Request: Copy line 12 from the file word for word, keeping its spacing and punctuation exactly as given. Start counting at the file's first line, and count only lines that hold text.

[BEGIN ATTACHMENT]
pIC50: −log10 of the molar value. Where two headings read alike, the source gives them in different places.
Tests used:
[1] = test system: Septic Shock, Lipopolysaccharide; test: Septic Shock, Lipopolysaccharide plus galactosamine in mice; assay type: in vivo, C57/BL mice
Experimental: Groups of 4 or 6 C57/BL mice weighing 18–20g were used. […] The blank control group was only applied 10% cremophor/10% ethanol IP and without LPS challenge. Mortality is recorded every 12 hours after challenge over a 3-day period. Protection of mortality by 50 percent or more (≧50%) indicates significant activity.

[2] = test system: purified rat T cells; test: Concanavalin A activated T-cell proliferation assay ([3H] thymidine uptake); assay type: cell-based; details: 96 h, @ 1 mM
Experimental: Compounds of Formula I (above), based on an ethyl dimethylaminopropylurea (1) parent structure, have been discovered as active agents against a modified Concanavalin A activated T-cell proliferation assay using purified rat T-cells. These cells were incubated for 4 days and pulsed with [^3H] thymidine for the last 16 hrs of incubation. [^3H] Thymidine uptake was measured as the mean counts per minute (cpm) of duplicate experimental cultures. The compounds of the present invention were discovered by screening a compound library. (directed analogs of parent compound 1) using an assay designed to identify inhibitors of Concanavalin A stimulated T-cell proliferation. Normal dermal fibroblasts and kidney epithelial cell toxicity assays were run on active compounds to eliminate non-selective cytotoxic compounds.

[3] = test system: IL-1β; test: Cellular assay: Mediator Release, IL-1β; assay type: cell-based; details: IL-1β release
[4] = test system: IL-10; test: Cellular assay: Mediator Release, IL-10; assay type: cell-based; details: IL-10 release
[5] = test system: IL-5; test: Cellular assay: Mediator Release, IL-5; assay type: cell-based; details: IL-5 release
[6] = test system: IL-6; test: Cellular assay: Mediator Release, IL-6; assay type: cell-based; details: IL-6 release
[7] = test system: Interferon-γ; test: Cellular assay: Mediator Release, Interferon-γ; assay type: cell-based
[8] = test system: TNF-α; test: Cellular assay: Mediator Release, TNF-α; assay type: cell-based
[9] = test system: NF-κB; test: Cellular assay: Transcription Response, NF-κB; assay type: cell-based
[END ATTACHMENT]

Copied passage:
[8] = test system: TNF-α; test: Cellular assay: Mediator Release, TNF-α; assay type: cell-based